Last month, TCG published The Lyons, a deliciously savage new comedy by Nicky Silver. In the play, Ben Lyon is dying, and his wife Rita and their grown children gather together to say goodbye, but in doing so, they learn that despite being a family, each of them is utterly isolated. Afraid of closeness and afraid of solitude, Ben’s death is ultimately the catalyst that propels them into that foreign territory, human connection. It’s an intimate and frightening examination of how we cope with loneliness and disappointment, and one that earned playwright Nicky Silver a Drama Desk Award nomination for Outstanding Play on Broadway following a critically acclaimed Off-Broadway run at the Vineyard Theatre.
Nicky will be at Drama Book Shop in NYC on Tuesday, February 26 with Vineyard Theatre’s co-artistic director, Sarah Stern. For more info, check out the DBS’s website: www.dramabookshop.com
In the meantime, the playwright was kind enough to share a few thoughts on his newly published play.
Julie Haverkate: You’ve talked a lot about your personal experience premiering on Broadway for the first time with The Lyons (in the intro to the book, in a New York Times article). Did audience reactions in the Vineyard and the Cort differ, and how so? Do you feel the play changed in any other ways when it transferred?
Nicky Silver: Well, this is a pretty complicated question, because a play is a living thing which changes, to some degree, from night to night. My first response, my flippant response is: “Yes, the laughs were much louder.” But there’s more. I made one substantial change to the play between the Vineyard and Broadway. (I cut a short scene of direct address at the top of ACT II.) This allowed the audience to experience ACT II quite differently: They were in the same kind of play they’d been in before the intermission. So they laughed harder and longer — until things took a very dark turn. So you see, I can’t say if the response is due to the demographic or the change in the play. I will say this, from the first preview at the Vineyard to the closing matinee at the Cort, audiences embraced The Lyons with amazing enthusiasm, laughing explosively, and became one, locked in hushed silence, when the play shifted
Julie Haverkate: The cover of The Lyons is a photo of your parents. Can you talk a little about how you came to the decision to use that particular photo.
Nicky Silver: [Book designer] Chip Kidd is a genius. He’d done other covers for me, and I was thrilled to have him do this one. That said, we searched for a while for the “right image.” The pendulum of the play swings so wildly from comedy to darkness that it was, at first, elusive. I remembered the photograph and suggested it. It seemed to conjure Ben and Rita at the beginning to me — before the poison seeped in. And Chip had the great wisdom to crop it in such away as to skew that very “standard” photo into something dangerous and mysterious. It was, I guess, happenstance that her wedding ring has a place of honor, right in the center of the cover. I love that. It’s clearly a symbol of love — but it also seems to me to be something of a shackle. They are prisoners of each other, trapped forever, smiling at us from the distant past.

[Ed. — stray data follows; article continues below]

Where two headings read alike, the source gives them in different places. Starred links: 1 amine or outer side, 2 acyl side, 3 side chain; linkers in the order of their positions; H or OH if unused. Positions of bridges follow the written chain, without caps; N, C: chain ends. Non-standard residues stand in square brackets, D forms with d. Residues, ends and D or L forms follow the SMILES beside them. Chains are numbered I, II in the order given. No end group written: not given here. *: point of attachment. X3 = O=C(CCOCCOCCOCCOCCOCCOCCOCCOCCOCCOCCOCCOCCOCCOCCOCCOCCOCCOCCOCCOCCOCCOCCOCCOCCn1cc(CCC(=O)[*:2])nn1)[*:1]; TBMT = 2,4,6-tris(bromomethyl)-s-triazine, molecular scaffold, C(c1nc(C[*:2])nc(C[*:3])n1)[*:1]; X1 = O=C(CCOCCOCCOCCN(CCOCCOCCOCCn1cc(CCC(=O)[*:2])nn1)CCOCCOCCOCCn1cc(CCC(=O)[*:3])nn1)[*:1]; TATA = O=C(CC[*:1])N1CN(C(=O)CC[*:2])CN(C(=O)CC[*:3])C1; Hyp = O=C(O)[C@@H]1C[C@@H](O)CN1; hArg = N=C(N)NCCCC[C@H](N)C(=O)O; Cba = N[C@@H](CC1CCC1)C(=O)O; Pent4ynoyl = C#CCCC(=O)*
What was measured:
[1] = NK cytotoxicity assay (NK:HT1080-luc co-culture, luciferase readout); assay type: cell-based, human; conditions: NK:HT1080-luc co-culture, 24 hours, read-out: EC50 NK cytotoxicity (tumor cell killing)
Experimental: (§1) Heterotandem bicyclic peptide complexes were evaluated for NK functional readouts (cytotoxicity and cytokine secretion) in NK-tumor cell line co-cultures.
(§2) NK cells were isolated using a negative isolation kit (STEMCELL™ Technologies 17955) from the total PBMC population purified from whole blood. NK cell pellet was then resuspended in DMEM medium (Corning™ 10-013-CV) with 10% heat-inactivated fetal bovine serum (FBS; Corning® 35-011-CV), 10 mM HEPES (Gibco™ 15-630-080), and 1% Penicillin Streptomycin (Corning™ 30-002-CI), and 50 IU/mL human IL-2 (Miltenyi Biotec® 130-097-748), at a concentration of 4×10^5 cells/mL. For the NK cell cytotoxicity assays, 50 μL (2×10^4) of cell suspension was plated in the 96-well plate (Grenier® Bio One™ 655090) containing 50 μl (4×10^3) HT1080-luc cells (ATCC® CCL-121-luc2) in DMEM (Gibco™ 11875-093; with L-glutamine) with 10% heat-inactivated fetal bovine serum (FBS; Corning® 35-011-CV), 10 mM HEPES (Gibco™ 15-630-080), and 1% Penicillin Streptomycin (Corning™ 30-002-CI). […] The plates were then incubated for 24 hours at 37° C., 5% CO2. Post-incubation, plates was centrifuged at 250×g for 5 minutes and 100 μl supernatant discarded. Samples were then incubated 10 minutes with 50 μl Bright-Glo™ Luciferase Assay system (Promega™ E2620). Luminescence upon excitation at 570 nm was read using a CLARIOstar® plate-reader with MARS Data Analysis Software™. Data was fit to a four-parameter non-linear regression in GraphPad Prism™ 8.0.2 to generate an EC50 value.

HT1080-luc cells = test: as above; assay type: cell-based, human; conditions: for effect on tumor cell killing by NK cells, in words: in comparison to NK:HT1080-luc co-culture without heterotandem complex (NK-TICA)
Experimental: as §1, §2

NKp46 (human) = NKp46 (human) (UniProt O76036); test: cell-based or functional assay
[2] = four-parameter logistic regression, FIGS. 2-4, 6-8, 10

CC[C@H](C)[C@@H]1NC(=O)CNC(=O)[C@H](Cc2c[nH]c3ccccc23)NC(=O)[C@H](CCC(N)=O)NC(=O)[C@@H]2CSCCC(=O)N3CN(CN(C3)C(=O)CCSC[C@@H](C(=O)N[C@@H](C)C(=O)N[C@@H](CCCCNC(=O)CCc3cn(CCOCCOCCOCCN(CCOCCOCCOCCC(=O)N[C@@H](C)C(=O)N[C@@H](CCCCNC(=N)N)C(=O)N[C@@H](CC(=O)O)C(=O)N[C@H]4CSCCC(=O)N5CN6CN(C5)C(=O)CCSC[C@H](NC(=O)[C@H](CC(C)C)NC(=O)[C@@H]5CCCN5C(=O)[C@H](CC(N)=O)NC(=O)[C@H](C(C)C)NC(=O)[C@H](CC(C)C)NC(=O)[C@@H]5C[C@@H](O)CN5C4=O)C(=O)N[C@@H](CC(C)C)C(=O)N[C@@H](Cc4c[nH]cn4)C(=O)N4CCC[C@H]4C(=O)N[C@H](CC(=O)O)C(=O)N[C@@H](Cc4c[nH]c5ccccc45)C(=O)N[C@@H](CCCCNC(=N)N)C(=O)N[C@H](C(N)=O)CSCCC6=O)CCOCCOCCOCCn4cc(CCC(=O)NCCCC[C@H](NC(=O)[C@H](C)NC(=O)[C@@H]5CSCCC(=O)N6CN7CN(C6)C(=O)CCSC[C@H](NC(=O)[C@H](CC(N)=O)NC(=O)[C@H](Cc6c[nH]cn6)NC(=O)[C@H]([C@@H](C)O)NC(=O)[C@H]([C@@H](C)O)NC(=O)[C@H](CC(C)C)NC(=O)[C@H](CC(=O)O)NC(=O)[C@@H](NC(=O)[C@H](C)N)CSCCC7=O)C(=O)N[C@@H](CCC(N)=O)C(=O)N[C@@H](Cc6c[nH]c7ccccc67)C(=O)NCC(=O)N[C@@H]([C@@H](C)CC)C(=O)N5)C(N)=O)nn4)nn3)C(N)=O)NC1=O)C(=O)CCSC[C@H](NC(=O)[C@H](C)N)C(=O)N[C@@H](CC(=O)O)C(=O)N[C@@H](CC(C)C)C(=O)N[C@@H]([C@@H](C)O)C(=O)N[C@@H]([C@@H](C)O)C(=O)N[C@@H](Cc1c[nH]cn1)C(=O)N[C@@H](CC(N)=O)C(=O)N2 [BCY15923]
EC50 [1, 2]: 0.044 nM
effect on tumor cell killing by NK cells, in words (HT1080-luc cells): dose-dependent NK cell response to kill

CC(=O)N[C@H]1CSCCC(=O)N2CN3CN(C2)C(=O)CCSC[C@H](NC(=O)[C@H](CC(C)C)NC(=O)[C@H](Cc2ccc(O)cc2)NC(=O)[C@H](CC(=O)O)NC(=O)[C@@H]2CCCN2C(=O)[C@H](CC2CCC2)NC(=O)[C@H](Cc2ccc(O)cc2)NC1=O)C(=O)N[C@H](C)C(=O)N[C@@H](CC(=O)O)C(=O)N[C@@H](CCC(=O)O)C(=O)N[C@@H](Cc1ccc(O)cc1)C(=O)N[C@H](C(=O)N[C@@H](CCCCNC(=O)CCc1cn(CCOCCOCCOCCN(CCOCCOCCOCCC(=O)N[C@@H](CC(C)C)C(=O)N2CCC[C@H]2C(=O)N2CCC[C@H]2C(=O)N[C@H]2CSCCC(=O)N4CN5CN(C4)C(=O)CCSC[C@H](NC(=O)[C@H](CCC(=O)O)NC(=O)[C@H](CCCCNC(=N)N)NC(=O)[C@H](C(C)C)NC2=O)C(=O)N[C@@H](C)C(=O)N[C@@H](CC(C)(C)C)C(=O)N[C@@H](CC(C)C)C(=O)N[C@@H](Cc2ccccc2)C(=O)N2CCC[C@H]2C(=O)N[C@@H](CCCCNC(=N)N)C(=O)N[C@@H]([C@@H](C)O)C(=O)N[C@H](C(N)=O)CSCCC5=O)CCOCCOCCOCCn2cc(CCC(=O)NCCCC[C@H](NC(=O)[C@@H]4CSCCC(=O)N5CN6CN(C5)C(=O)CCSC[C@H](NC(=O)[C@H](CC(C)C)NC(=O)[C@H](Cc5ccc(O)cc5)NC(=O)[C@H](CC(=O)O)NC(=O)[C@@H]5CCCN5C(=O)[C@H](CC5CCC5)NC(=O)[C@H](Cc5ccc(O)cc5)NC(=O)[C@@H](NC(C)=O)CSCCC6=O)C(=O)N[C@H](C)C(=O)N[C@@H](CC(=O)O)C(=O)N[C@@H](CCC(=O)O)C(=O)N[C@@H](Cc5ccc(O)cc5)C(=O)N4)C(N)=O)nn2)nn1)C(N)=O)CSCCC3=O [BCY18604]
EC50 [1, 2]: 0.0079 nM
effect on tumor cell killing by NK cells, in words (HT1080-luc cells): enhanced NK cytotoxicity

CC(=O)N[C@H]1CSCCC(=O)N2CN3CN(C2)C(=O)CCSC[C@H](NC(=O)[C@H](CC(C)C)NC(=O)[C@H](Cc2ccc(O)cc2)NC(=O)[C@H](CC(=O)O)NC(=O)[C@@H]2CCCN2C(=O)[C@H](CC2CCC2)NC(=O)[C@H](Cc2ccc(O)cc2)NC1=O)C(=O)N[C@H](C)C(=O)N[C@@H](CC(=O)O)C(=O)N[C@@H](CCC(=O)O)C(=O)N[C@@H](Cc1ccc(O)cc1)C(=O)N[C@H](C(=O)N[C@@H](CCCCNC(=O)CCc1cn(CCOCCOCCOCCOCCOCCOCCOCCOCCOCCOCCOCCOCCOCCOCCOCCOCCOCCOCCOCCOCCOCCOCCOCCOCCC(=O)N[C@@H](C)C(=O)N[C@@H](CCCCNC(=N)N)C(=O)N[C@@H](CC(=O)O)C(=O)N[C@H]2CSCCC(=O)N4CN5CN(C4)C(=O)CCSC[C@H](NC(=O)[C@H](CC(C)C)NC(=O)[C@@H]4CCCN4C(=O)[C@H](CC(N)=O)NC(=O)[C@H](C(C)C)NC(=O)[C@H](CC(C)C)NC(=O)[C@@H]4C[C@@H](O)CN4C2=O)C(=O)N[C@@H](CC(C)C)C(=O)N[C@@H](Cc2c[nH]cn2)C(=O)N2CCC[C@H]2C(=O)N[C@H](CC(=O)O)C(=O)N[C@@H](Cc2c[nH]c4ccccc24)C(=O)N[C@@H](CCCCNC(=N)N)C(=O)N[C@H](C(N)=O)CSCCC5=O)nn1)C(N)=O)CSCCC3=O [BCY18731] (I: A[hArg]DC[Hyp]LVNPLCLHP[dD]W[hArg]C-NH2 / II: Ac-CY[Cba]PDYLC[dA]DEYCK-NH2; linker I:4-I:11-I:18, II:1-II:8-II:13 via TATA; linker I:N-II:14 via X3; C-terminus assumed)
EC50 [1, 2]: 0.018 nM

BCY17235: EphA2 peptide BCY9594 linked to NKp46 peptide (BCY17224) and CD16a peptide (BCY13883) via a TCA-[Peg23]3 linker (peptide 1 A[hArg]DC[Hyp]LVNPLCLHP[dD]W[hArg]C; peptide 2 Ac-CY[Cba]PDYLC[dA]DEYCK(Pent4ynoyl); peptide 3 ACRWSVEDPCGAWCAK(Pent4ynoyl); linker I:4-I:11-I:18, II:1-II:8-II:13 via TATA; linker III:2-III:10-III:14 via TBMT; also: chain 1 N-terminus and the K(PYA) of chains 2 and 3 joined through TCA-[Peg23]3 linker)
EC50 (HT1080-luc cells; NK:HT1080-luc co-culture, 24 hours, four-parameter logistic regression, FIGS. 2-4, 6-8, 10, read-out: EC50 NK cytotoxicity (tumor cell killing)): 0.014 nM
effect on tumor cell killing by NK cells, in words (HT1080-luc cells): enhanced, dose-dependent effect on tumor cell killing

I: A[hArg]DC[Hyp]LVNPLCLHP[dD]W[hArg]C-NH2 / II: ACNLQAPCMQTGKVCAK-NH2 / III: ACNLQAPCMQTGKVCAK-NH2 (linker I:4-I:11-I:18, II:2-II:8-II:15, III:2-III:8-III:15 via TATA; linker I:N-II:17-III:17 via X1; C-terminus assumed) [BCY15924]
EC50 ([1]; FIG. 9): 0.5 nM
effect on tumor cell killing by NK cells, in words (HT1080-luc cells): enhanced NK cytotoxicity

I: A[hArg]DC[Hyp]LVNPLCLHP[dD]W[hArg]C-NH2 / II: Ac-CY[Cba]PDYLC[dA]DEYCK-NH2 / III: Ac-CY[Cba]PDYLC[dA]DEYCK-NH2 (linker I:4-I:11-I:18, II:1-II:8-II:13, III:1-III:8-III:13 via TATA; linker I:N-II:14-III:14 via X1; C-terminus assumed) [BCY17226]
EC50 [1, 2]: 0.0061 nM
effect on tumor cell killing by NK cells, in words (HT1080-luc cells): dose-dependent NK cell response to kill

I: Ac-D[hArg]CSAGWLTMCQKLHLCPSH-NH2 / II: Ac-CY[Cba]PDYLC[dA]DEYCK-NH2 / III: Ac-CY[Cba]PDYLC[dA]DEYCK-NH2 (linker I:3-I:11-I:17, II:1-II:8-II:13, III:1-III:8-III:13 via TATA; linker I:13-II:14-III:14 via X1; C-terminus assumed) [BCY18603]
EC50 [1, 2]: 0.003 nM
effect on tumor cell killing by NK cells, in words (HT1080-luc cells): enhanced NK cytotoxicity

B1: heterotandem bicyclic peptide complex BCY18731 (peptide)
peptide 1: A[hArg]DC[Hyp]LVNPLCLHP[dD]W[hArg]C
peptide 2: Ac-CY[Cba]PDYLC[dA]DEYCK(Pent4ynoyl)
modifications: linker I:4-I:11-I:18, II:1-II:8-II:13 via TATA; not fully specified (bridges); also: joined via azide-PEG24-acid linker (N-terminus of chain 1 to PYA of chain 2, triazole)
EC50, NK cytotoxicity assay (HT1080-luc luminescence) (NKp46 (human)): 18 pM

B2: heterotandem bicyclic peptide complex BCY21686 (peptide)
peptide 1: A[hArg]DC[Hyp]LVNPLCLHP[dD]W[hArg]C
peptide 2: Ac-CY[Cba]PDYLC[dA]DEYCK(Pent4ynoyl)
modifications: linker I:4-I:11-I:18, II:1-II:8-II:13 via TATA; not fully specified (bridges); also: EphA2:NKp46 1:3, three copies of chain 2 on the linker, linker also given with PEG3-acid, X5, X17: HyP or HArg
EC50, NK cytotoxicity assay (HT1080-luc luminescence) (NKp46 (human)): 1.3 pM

Nicky Silver‘s plays include seven which have premiered at Vineyard Theatre: Pterodactyls (Oppenheimer Award, Kesselring Award, Drama Desk nomination, Outer Critics Circle nomination), Raised in Captivity (Drama Desk nomination, Outer Critics Circle nomination), The Eros Trilogy, The Maiden’s Prayer, My Marriage to Ernest Borgnine (Vineyard Lab Production) , The Altruists, Beautiful Child and The Agony and the Agony (Vineyard Lab Production). Other notable plays include Three Changes (Playwrights Horizons), The Food Chain (Outer Critics Circle nomination), Fat Men in Skirts, Fit to Be Tied, Free Will and Wanton Lust (Helen Hayes Award), the new book for the Broadway revival of the Rodgers and Hart musical, The Boys from Syracuse, and more.
Julie Haverkate is Marketing Associate at Theatre Communications Group. Previously, she has worked at Meadow Brook Theatre (Rochester, MI), as well as in the literary offices of Electric Pear Productions and the Summer Play Festival in NYC. Julie has lectured and presented at conferences internationally, and her book, PARADE Diverges, was published by VDM. In addition to dramaturging every now and again, she also writes the blog Critical Confabulations and is a proud alumna of Florida State University (M.A. Theatre Studies ’08).